AB - Antiprotons are interesting as a possible future modality in radiation therapy for the following reasons: When fast antiprotons penetrate matter, protons and antiprotons have near identical stopping powers and exhibit equal radiobiology well before the Bragg-peak. But when the antiprotons come to rest at the Bragg-peak, they annihilate, releasing almost 2 GeV per antiproton-proton annihilation. Most of this energy is carried away by energetic pions, but the Bragg-peak of the antiprotons is still locally augmented with ∼20-30 MeV per antiproton. Apart from the gain in physical dose, an increased relative biological effect also has been observed, which can be explained by the fact that some of the secondary particles from the antiproton annihilation exhibit high-LET properties. Finally, the weakly interacting energetic pions, which are leaving the target volume, may provide a real time feedback on the exact location of the annihilation peak. We have performed dosimetry experiments and investigated the radiobiological properties using the antiproton beam available at CERN, Geneva. Dosimetry experiments were carried out with ionization chambers, alanine pellets and radiochromic film. Radiobiological experiments were done with V79 WNRE Chinese hamster cells. The radiobiological experiments were repeated with protons and carbon ions at TRIUMF and GSI, respectively, for comparison. Several Monte Carlo particle transport codes were investigated and compared with our experimental data obtained at CERN. The code that matched our data best was used to generate a set of depth dose data at several energies, including secondary particle-energy spectra. This can be used as base data for a treatment planning software such as TRiP. Our findings from the CERN experiments indicate that the biological effect of antiprotons in the plateau region may be reduced by a factor of 4 for the same biological target dose in a spread-out Bragg-peak, when comparing with protons. The extension of TRiP to handle antiproton beams is currently in progress. This will enable us to perform planning studies, where the potential clinical consequences can be examined, and compared to those of other beam modalities such as protons, carbon ions, or IMRT photons.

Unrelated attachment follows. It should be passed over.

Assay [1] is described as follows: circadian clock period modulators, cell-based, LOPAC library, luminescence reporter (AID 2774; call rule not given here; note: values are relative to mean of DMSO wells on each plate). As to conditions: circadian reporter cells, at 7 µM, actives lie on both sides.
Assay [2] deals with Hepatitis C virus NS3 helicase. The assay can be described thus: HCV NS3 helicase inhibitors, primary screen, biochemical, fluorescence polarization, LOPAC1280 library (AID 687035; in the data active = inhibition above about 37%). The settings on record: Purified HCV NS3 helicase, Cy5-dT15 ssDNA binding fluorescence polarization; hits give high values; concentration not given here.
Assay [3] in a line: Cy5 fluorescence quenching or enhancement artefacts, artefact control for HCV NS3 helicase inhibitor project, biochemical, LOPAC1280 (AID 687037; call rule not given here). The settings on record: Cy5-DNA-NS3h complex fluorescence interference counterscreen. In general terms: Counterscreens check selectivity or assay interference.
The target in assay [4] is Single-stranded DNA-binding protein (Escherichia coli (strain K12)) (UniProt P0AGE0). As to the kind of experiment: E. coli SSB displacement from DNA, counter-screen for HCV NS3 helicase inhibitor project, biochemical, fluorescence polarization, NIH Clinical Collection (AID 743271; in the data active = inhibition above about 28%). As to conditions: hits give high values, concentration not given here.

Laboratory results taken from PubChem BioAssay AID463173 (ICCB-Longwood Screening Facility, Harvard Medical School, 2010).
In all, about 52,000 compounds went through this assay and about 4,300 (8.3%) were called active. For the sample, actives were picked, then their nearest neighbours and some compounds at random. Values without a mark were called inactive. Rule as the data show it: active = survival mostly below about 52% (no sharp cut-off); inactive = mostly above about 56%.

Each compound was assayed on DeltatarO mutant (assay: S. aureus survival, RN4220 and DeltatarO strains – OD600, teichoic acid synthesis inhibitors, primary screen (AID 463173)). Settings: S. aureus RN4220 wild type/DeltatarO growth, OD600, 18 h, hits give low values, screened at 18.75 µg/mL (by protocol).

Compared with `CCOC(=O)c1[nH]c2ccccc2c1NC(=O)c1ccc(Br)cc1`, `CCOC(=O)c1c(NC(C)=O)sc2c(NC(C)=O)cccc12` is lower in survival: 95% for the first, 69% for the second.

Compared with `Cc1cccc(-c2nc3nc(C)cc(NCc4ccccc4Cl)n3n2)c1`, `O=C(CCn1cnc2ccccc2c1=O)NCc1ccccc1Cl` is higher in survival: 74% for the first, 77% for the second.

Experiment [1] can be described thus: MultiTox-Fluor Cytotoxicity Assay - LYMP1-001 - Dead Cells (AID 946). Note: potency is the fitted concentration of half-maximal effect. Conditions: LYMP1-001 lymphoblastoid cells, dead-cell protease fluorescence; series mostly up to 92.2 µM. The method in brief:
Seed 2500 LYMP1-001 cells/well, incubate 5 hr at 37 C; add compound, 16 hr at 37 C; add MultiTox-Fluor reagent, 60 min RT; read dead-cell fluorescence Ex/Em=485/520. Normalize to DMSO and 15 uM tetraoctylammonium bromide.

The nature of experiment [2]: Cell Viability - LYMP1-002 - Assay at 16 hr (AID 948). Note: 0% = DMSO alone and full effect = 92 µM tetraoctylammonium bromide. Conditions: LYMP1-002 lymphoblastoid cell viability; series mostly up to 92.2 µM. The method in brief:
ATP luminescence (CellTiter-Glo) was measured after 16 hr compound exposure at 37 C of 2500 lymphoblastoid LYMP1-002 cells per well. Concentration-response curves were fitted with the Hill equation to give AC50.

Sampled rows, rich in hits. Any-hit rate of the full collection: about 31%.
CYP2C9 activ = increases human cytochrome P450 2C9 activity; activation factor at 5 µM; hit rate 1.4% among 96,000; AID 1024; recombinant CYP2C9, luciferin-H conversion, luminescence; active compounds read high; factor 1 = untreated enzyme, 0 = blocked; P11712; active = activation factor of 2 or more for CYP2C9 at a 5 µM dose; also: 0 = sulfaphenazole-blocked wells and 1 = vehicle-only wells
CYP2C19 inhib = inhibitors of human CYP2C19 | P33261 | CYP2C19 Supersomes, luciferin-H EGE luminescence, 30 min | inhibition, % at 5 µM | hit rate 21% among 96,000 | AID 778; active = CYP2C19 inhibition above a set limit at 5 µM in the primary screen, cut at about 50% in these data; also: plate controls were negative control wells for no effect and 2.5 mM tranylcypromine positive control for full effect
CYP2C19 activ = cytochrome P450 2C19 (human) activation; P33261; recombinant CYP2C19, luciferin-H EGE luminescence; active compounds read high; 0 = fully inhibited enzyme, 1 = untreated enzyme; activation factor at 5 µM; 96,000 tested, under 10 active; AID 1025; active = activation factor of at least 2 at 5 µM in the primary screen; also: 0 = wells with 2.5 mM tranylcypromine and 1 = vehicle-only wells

KW - Antiproton

KW - Particle irradiation

KW - RBE

UR - http://www.scopus.com/inward/record.url?scp=38349091677&partnerID=8YFLogxK

UR - http://www.scopus.com/inward/citedby.url?scp=38349091677&partnerID=8YFLogxK

U2 - 10.1016/j.radonc.2007.11.028

DO - 10.1016/j.radonc.2007.11.028

M3 - Article

VL - 86

SP - 14

EP - 19

JO - Radiotherapy and Oncology

JF - Radiotherapy and Oncology

SN - 0167-8140

IS - 1

ER -